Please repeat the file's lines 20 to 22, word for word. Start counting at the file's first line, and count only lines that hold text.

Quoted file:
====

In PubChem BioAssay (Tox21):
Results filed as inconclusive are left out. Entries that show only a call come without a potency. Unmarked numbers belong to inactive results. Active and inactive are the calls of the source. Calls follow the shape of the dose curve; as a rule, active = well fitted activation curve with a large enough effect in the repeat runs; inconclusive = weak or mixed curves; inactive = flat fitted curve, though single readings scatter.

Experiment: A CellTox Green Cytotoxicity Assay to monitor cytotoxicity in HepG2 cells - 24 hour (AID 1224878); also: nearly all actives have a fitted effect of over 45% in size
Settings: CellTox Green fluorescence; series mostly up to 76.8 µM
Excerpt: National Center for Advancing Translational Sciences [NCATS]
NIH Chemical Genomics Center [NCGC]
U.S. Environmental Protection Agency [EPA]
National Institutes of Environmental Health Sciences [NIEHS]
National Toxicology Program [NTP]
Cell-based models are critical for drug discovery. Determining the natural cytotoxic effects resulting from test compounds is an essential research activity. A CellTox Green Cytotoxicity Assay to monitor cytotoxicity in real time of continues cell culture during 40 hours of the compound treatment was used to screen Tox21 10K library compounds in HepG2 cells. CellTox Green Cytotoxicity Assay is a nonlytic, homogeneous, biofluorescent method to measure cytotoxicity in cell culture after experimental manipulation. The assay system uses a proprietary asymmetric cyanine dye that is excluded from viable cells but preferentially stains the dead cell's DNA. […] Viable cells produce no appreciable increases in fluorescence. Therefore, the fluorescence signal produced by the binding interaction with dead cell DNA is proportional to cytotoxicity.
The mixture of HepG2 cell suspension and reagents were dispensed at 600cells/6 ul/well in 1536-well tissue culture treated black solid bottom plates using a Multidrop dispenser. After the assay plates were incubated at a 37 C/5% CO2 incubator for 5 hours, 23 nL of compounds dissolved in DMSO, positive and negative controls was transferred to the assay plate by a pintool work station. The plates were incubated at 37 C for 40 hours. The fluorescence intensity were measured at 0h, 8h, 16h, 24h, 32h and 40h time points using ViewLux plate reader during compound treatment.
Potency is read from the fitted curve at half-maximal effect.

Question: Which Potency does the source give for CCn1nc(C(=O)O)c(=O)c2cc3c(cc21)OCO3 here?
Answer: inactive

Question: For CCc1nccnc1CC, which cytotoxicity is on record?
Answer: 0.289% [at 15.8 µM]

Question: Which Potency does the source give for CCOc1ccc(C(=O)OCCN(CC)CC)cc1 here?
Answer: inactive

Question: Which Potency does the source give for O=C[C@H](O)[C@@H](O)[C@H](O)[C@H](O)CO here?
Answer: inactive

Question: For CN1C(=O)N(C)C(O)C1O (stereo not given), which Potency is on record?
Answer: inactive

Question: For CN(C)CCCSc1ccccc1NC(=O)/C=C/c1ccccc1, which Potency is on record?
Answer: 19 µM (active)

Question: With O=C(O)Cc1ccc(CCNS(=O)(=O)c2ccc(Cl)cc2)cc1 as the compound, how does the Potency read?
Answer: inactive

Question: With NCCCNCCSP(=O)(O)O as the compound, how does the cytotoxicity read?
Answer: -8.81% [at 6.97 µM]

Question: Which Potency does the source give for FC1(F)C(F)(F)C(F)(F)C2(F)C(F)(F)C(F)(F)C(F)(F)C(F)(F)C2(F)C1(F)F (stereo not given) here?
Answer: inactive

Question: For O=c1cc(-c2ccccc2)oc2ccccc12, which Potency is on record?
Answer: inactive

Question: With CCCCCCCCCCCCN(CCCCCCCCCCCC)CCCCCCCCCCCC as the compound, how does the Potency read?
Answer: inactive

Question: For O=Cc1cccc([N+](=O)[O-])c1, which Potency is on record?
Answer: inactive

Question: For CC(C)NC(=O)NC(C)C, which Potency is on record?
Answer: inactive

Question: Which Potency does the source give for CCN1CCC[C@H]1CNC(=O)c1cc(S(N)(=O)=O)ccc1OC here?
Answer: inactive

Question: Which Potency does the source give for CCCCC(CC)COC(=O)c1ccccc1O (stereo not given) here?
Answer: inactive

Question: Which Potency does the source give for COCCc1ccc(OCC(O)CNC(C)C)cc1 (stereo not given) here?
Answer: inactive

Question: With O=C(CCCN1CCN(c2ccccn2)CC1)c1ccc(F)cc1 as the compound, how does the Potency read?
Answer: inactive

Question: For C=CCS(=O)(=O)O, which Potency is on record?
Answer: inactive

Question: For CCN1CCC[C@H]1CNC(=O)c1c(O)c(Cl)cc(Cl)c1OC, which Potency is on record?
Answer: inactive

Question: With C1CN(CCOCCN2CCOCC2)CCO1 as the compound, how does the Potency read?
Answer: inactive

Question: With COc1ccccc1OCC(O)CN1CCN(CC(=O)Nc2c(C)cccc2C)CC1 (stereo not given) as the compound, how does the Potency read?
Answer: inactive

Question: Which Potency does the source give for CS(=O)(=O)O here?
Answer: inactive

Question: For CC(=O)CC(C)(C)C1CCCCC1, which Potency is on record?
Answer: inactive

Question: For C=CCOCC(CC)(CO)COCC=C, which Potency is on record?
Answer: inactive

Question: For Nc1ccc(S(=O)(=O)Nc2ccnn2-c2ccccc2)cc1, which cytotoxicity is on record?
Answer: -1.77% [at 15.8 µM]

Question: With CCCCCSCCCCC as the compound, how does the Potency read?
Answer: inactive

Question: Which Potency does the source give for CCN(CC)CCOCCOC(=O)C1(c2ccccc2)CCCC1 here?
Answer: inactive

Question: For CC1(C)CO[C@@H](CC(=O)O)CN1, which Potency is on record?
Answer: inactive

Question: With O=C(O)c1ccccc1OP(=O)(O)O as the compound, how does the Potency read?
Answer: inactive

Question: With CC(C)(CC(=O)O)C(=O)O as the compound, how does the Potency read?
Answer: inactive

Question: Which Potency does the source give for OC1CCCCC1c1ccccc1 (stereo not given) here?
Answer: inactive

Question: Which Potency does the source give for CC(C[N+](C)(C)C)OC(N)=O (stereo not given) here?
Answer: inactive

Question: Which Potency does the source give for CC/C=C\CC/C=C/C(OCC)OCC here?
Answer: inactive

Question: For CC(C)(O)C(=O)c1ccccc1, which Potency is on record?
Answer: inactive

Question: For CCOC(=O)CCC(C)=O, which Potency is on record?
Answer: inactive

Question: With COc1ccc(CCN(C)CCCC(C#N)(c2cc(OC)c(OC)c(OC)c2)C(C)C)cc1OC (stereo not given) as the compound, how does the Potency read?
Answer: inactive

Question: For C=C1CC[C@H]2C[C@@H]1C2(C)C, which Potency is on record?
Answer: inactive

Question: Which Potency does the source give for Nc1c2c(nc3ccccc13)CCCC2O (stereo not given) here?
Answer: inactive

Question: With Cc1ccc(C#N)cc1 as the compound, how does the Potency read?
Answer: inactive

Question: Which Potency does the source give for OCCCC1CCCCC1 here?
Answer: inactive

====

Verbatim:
Answer: inactive

Question: For CN1C(=O)N(C)C(O)C1O (stereo not given), which Potency is on record?
Answer: inactive